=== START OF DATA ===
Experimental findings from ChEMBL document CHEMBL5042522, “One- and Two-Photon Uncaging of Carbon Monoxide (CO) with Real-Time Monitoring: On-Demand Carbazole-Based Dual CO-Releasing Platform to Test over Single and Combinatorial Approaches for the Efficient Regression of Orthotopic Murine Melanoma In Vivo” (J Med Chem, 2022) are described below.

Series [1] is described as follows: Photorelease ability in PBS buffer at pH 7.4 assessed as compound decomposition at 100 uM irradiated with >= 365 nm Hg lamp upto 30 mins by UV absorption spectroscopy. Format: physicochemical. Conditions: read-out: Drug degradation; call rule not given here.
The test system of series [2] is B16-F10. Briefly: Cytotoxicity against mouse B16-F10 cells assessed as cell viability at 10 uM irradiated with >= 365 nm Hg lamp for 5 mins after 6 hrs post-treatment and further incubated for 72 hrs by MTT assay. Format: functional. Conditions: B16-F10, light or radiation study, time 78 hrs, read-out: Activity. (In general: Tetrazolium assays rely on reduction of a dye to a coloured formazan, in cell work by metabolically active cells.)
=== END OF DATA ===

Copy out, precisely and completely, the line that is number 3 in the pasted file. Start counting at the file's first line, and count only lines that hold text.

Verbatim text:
The test system of series [2] is B16-F10. Briefly: Cytotoxicity against mouse B16-F10 cells assessed as cell viability at 10 uM irradiated with >= 365 nm Hg lamp for 5 mins after 6 hrs post-treatment and further incubated for 72 hrs by MTT assay. Format: functional. Conditions: B16-F10, light or radiation study, time 78 hrs, read-out: Activity. (In general: Tetrazolium assays rely on reduction of a dye to a coloured formazan, in cell work by metabolically active cells.)